“Spring has always been my favorite time of year, April my favorite month, so it was appropriate that my story should begin on April 1, 1921, in a small frame house at 1109 Strong Avenue in Greenwood, Mississippi.
“I am sure it must have been a nice day. April days in Mississippi are nearly always nice, and I am sure the sun must have shown brightly on me that day because I have been blessed with a lifetime of happy wonderful memories, some of which I can share with my children and grandchildren.”
Reader, there you have Sara Evans Criss in a tidy nutshell, written as she approached her eighth decade. Relentlessly, often irrationally, optimistic…..a true believer that all the gods in all the heavens had smiled on her from the day she popped out in that “small frame house” on Strong Avenue. Had you asked her if there was ever a more enchanting town in which to be born or a more comforting and adventurous street on which to grow up or a warmer, more nurturing family to nestle in, she would have given you that “Why in the world would you ask me that?” gaze and shaken her head, “No, of course not.” It was the best of times, in her mind, with the best of people always around her and life just an unlimited Easter basket packed with all the sweet treats of the season and the century. She burst into life as an April Fool, ever finding the funny twist to the tale, but she was never anyone’s patsy.
Strong Avenue in 1921 was a half-mile or so of cinder sprinkled over packed dirt, its blocks quickly filling with solid middle-class homes whose owners generally paid their mortgages with money gleaned in some fashion from cotton. Greenwood’s catbird-seat location at the edge of the verdant Mississippi Delta, served by no less than three rivers and two railroads, had transformed it from a rickety shantytown of saloons and sheds into the state’s premier cotton market. By 1921, a quarter-century of agricultural and political power had sprinkled the town with ornate mansions and Neoclassic public buildings. River Road, snaking along the track of the Yazoo, was still the ultimate site for the big houses of the big men, and Strong Avenue was one step south of that mecca in geography and prestige. Its homes were solid but just a tad less showy than River Road….Strong homes built for the men who ran the cotton fibers through their sensitive fingers in the downtown factors’ offices or crushed the leftover seeds into oil, rather than those who owned the dark dirt where it was grown or who perched behind the polished bank desks and controlled the vast fortunes that flowed out of those fields.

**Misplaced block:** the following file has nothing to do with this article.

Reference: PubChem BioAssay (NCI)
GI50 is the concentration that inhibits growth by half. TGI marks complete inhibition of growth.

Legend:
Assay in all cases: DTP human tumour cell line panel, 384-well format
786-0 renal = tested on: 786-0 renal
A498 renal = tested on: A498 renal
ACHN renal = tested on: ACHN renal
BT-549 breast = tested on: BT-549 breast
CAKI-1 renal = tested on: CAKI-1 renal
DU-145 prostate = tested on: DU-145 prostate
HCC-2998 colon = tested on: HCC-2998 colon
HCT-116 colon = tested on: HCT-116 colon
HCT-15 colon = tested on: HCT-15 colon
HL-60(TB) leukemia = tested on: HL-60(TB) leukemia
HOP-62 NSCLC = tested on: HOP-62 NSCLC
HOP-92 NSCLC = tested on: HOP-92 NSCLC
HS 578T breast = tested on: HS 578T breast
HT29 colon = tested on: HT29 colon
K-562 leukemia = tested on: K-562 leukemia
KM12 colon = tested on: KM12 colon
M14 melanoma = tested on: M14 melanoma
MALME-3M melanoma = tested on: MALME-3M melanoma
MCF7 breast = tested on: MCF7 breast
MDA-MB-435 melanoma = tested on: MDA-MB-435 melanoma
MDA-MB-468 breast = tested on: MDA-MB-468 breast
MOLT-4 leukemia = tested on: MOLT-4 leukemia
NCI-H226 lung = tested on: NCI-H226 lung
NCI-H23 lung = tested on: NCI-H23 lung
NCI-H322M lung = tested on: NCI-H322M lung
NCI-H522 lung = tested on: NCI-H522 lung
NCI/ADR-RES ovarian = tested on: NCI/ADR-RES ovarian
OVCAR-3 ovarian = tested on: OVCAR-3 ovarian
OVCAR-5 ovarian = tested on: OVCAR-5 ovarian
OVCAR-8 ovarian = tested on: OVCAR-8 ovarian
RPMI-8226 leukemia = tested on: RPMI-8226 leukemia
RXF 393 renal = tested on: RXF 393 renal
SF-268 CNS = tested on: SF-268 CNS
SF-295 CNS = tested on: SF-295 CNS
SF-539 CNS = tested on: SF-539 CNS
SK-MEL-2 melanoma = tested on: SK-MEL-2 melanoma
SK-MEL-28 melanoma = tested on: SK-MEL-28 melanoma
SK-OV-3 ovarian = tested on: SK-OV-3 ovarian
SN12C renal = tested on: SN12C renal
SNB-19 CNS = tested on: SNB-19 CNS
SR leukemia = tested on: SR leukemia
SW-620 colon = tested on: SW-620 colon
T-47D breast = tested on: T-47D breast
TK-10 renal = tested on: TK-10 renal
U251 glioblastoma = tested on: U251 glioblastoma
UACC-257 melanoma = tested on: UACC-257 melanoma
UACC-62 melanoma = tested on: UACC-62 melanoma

Sara’s father, Howard McTyiere Evans, was a young man swiftly climbing one of those “secondary” ladders in the Cotton Kingdom. Within a year of her birth, he would be installed as the youngest manager in Proctor and Gamble’s system of “Buckeye” cottonseed oil mills, and Sara’s life, along with her mother’s and her two older sisters’, would take a short detour from Strong Avenue. The adventure was just beginning.
This is awesome. Touched my heart to see it this morning. I have spent a great deal of time thinking of her this month. With all the devastation that has happened in the South these last couple of days I know she would have been all over it in her time. First covering it in the news and later in life on the phone with all of us letting us know the storms were covering and to hunker down like a great grandmother that she was to us.
We miss you and keep blogging!!!!
Thanks, Jeff. And you’re right about the storms. Your grandmother would have scooted right across the bridge to the Civll Defense office, down in that creepy courthouse basement, to find out who had gotten walloped. Then she and Granddaddy would have been off to the races, always the news hounds. I still have to fight the urge to chase firetrucks and ambulances!